Things You Should Know About Heartburn And GERD

  • 5 mins read
  • Health Conditions
  • Written by: Dr. Jatin Bhide
You Should Know About Heartburn And GERD

Here’s a situation you’ve probably been in. You’re at a party with your friends and family, catching up with your near and dear ones but secretly wondering when the buffet would start. But soon after a hearty meal, you feel a burning sensation in your chest that makes you restless. Ever wondered what that was about? You probably experienced heartburn or acid reflux, a digestive issue caused by indigestion or overeating of food. This condition if not treated can progress to GERD (gastro-oesophageal reflux disease). To know the difference between heartburn vs acid reflux vs GERD read further.

Understanding heartburn vs indigestion

To understand more about the discomfort, let’s trace the journey of food you just consumed. The moment you have your lunch, the food travels from the oesophagus into the stomach. A little valve that acts as a door to let the food in. This door is the lower esophageal sphincter (LES) and is supposed to open one way. This prevents the re-entry of food back into the oesophagus. But for some of us, the door has loose hinges which allow the acid to seep upwards again. It’s this acid reflux that causes the burning sensation in the centre of your chest named heartburn.

Feeling too full, bloating, discomfort, nausea, gas and pain in your upper abdomen further worsen the way you feel. This may be due to indigestion, also known as dyspepsia.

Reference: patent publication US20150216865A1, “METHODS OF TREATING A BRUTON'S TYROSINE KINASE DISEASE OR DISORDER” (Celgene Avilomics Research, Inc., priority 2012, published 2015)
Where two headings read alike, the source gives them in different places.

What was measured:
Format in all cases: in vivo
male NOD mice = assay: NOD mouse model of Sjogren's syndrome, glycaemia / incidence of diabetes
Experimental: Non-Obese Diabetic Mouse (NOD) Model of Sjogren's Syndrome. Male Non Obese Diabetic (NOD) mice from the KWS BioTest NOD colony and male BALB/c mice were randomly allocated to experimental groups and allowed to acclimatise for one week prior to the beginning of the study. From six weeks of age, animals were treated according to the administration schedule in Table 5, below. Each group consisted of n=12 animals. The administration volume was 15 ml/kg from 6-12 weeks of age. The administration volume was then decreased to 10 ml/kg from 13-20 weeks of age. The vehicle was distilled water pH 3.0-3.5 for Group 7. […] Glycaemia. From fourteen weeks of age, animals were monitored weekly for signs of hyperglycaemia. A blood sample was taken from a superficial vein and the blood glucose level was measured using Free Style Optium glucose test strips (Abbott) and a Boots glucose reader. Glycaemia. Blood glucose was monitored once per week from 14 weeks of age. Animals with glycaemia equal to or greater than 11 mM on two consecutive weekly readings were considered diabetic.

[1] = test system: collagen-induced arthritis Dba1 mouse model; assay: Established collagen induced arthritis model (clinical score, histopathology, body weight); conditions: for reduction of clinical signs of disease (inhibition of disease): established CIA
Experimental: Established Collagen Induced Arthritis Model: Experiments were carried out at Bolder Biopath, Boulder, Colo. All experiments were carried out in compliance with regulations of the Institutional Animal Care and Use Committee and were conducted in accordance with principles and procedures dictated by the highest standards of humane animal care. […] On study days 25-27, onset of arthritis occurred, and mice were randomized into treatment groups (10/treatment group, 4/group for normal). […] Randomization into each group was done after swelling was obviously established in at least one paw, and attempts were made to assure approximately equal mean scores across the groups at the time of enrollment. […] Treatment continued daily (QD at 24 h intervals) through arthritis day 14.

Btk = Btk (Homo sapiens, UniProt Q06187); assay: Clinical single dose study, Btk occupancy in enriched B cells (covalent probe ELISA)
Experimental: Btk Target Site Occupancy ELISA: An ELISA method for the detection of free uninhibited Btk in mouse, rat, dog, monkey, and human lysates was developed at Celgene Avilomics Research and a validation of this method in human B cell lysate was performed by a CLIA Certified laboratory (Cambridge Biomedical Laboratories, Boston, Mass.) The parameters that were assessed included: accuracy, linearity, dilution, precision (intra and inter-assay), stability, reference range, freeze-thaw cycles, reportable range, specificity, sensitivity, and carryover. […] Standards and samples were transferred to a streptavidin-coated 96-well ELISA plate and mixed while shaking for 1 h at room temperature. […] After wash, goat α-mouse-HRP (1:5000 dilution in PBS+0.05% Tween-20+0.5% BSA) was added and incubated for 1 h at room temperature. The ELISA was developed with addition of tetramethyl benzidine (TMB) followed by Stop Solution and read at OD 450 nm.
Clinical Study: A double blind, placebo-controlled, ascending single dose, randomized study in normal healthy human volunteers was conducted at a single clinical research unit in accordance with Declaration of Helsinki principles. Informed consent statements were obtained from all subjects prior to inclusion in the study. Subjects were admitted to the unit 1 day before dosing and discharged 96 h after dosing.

Why has the LES gone off guard?

The reasons for the loose door (LES) can be varied. Overeating overloads your stomach and may loosen the LES, resulting in pushing the contents inside your stomach to flow back into the oesophagus. Conditions like obesity, pregnancy, constipation can also stress out the stomach. Certain medications, fatty meals, smoking, stress and insomnia may also loosen the LES and cause heartburn.

Can heartburn take a serious turn?

All of us face heartburn at some time or the other. But if it becomes a repetitive feature, it’s something you need to worry about. Heartburn, every time you eat, maybe a sign of a further serious condition called GERD (gastro-oesophageal reflux disease). GERD may lead to long-term cough issues, swelling of the voice box(laryngitis), ulcers of the oesophagus, issues with swallowing food, Barrett’s oesophagus that may increase the risk of oesophageal cancer. Dyspepsia can also be a very common symptom of GERD.

Is this how you combat the heartburn issue?

When we face heartburn once in a while, it’s usually not something to be worried about. Most of us just visit our local pharmacy and self-medicate with a chewable antacid tablet or a liquid antacid. These drugs neutralize the stomach acid and provide temporary relief.

However, sharp and persistent pain could also be an indication of a heart attack. It’s important to differentiate between the pain caused by heartburn and a heart attack. Heartburn usually gets worse after a meal or when the person tries to lie down. OTC medication like an antacid can soothe heartburn but the pain associated with a heart attack is described as tightness and pain in the chest, neck and body accompanied by irregular heartbeat and fatigue.